The Coronavirus Dining Chronicles: How the Pandemic Is Changing SF Restaurants

20 photos
March 12: Restaurants remained open, but reservations were unusually easy to get. This table at San Francisco's House of Prime Rib was secured on 10 minutes' notice.
March 12: Business at bars had dropped off sharply. At Zombie Village, a Tenderloin tiki oasis that often requires reservations to secure a booth, the bar was nearly empty by late evening.
March 13: Restaurants were unusually quiet for a Friday night. Here at Absinthe in Hayes Valley, some tables were empty even during peak dinner hours.
March 14: Some restaurants began making the decision to close. Ly's Vietnamese Cuisine left a note to customers to explain they were doing it in the interest of public health.
March 14: At dinnertime on a Saturday night, Marlowe in SOMA had plenty of open tables — even though it had taken on canceled reservations from its sister restaurant, Leo's Oyster Bar, which was closed due to a water leak.
March 14: Local Edition, a cavernous downtown cocktail bar that's often at capacity at 10pm on a Saturday night, was nearly empty. A DJ still played music, and a few people danced.
March 15: Some restaurants that had remained open began reducing their hours. Here at Causwell's in the Marina District, a sign advised customers that service would end at 3 p.m., and the restaurant would not be open for dinner.
March 15: Staff and a few customers at The Final Final Sports Bar watched on live TV as Governor Newsom called for a shutdown of all bars and pubs in the state. The owners said they would comply, and shut their doors at 6 p.m. that day.
March 15: Some restaurants remained open for dinner, despite nearly-empty dining rooms. Delarosa in the Marina District displayed signs at its entrance, informing customers of the safety measures that were in place to limit the spread of the coronavirus.
March 17: On the first day of the official shutdown, the Richmond District's normally-bustling stretch of Clement Street was deserted. A couple of restaurants remained open for takeout service, but pedestrians and cars were almost nowhere to be found.
March 19: With social distancing measures in place, and the option to dine out all but eliminated, lines at grocery stores stretched down sidewalks and around corners. This Safeway imposed a limit of 50 customers inside at a time.
March 20: With coffee labeled as an essential service, cafe operators struggled to implement social distancing guidelines for long lines of customers. This Starbucks Reserve was among the first Chestnut Street establishments to tape off 6-foot spacing for those waiting in line. The company elected to close many of its stores, including this one, the following day.
March 21: After a few days of experimentation, many restaurants and coffee shops decided the safest option was to keep customers outside. With mild weekend weather, they put tables in their doorways, asking customers who waited in line to keep two sidewalk squares — about six feet of distance — between them.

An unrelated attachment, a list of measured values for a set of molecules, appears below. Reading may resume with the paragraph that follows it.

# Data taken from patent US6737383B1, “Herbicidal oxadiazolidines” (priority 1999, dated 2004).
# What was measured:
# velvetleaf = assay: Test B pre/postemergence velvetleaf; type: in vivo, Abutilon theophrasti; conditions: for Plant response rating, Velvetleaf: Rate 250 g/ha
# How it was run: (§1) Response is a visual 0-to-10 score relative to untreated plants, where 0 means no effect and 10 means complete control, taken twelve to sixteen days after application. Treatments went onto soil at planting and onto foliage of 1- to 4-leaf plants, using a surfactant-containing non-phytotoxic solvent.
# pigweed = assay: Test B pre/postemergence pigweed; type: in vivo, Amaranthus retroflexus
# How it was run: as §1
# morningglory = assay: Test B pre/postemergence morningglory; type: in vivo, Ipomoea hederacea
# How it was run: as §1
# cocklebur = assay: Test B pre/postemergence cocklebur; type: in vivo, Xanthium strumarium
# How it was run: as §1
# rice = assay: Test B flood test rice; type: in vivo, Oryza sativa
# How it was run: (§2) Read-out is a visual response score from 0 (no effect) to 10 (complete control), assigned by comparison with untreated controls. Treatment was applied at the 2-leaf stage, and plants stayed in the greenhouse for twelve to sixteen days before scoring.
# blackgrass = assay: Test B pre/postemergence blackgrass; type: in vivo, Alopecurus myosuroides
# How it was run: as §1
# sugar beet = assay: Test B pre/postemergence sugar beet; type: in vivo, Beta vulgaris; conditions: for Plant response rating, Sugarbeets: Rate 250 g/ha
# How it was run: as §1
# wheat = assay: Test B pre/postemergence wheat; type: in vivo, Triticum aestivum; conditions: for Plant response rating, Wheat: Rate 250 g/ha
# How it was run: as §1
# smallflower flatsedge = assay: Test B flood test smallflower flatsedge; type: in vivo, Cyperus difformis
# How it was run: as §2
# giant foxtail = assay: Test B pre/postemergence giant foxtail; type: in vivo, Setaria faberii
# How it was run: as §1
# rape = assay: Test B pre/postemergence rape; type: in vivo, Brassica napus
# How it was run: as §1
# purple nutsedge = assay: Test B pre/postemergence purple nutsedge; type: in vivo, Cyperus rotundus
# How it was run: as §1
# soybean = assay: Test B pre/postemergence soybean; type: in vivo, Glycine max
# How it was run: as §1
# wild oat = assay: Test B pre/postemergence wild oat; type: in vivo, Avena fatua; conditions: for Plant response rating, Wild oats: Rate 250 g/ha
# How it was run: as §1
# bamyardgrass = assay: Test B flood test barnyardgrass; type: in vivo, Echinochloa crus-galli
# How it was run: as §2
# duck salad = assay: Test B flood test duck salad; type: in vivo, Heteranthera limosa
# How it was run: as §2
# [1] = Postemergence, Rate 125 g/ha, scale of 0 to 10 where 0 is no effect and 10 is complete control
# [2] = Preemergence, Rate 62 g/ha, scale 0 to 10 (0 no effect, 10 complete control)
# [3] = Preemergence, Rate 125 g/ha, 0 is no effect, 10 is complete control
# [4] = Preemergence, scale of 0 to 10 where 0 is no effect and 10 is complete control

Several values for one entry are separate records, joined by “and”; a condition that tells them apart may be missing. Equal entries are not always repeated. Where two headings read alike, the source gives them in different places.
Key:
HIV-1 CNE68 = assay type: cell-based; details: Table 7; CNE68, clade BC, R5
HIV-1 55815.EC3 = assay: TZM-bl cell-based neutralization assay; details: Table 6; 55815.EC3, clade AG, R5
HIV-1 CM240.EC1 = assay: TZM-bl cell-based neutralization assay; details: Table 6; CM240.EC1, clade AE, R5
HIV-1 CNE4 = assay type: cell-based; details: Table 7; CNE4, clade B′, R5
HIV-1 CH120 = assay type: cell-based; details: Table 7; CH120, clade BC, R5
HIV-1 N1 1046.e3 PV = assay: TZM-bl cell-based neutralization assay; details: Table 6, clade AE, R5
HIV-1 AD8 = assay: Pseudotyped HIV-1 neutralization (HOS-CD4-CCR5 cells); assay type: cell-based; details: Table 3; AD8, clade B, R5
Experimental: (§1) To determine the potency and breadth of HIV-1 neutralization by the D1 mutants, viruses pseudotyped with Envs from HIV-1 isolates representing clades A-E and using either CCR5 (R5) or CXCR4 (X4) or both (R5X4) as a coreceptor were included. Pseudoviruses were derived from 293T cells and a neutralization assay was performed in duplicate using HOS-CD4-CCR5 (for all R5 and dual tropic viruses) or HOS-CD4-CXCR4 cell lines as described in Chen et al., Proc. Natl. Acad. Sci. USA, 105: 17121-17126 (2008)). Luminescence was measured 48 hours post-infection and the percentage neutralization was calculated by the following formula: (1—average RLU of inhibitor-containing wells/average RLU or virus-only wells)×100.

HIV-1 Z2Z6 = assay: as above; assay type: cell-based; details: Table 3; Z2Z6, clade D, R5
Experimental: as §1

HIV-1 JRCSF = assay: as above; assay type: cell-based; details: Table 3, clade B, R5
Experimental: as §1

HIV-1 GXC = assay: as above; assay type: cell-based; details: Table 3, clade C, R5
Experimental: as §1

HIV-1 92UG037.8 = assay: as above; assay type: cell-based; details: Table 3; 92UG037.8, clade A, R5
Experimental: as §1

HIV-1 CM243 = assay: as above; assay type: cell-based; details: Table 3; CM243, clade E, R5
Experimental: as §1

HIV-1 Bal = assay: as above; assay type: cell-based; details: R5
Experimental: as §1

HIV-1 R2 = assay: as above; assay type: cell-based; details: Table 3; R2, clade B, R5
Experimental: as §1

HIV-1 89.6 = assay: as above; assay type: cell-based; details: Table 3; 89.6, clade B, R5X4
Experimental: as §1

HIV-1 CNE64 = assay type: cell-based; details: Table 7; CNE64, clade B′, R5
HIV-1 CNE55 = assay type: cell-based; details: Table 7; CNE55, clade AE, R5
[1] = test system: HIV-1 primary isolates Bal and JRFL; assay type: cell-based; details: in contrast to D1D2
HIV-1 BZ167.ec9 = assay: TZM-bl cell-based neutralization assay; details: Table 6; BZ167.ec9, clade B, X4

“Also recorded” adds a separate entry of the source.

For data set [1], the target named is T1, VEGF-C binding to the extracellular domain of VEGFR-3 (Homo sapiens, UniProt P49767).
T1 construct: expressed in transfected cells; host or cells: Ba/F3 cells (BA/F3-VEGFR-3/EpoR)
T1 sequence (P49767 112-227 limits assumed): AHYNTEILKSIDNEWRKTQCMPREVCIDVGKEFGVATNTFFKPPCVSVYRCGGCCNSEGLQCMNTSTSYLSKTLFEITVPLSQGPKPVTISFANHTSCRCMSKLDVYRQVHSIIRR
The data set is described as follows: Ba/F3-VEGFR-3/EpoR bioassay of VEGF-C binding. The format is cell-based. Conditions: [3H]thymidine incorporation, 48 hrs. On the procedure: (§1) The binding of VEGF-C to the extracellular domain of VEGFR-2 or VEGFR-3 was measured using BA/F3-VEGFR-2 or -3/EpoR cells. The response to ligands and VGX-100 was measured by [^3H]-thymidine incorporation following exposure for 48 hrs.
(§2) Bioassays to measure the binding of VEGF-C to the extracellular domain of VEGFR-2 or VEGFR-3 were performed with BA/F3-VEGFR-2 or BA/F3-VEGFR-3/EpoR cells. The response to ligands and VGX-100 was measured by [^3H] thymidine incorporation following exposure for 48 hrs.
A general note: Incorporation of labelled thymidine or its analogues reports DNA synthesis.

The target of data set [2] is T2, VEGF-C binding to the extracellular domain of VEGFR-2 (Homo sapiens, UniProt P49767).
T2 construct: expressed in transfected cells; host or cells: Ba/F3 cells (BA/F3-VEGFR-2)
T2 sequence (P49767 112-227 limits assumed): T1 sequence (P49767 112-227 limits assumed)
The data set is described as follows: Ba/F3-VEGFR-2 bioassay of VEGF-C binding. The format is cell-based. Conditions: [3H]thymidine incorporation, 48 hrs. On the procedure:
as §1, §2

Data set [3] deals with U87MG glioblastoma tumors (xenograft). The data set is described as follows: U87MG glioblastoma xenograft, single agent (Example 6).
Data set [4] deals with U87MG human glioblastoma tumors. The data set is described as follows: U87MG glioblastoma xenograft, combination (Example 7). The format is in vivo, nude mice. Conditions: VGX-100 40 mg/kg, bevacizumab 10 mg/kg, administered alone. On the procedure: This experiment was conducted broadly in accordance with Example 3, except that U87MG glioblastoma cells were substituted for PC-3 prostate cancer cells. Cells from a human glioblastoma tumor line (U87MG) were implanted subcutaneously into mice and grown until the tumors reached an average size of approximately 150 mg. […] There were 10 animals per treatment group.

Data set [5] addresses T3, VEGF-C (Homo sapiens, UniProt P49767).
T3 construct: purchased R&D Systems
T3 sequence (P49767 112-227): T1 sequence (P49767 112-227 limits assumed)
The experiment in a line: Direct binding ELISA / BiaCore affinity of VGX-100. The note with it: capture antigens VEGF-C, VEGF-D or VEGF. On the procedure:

March 21: Delarosa, which already sold plenty of pizzas to go before the pandemic, pivoted into full takeout mode, serving customers through its open windows. After clarifications from local authorities, this and other restaurants with liquor licenses began offering cocktails to go — offering customers strict guidance about how to consume and transport them in compliance with the law.
March 22: Fearing vandalism and looting, some bars began to board up their windows and front entrances. Some displayed messages of hope. Some, like Reed & Greenough in the Marina District, displayed messages of frustration.
April 11: With no end in sight, many bars and restaurants opened their doors to sell off inventory that was left sitting on their shelves. On Chestnut Street, the Horseshoe Tavern sold full liters of spirits like Jameson whiskey at prices similar to liquor stores.
April 14: As restaurants settled in for the long haul, some began changing their menus to offer family-style meals, either hot or ready-to-cook. Tacolicious advertised rotisserie chicken dinners available between 5 p.m. and 8 p.m. — peak takeout hours for San Francisco restaurants during the pandemic.
April 15: Whether through organized channels like Frontline Foods, or through less-formal means, restaurants and bars began offering tokens of their appreciation for nurses, firefighters and other healthcare workers on the front lines of the pandemic.
April 15: As municipalities formalize their public health guidelines surrounding the pandemic, essential businesses — restaurants among them — are being asked to fill out documents detailing how they're protecting their workers and customers. Some, like Saint Frank Coffee in San Francisco's Russian Hill neighborhood, are posting those forms publicly for customers to read.
Contact Us